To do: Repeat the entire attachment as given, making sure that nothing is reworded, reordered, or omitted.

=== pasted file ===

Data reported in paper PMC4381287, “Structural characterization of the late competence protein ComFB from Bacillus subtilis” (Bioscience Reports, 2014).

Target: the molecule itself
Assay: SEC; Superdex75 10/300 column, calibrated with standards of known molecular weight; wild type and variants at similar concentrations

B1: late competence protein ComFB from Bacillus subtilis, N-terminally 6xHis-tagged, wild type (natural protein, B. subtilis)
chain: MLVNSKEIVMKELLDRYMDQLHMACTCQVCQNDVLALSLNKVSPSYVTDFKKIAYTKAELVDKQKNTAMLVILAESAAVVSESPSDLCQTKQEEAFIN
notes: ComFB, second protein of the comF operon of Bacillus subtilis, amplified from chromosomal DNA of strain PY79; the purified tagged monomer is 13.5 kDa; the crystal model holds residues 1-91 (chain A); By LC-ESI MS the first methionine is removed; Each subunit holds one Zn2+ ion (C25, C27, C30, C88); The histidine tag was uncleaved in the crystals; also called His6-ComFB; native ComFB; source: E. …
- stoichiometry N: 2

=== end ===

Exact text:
Data reported in paper PMC4381287, “Structural characterization of the late competence protein ComFB from Bacillus subtilis” (Bioscience Reports, 2014).

Target: the molecule itself
Assay: SEC; Superdex75 10/300 column, calibrated with standards of known molecular weight; wild type and variants at similar concentrations

B1: late competence protein ComFB from Bacillus subtilis, N-terminally 6xHis-tagged, wild type (natural protein, B. subtilis)
chain: MLVNSKEIVMKELLDRYMDQLHMACTCQVCQNDVLALSLNKVSPSYVTDFKKIAYTKAELVDKQKNTAMLVILAESAAVVSESPSDLCQTKQEEAFIN
notes: ComFB, second protein of the comF operon of Bacillus subtilis, amplified from chromosomal DNA of strain PY79; the purified tagged monomer is 13.5 kDa; the crystal model holds residues 1-91 (chain A); By LC-ESI MS the first methionine is removed; Each subunit holds one Zn2+ ion (C25, C27, C30, C88); The histidine tag was uncleaved in the crystals; also called His6-ComFB; native ComFB; source: E. …
- stoichiometry N: 2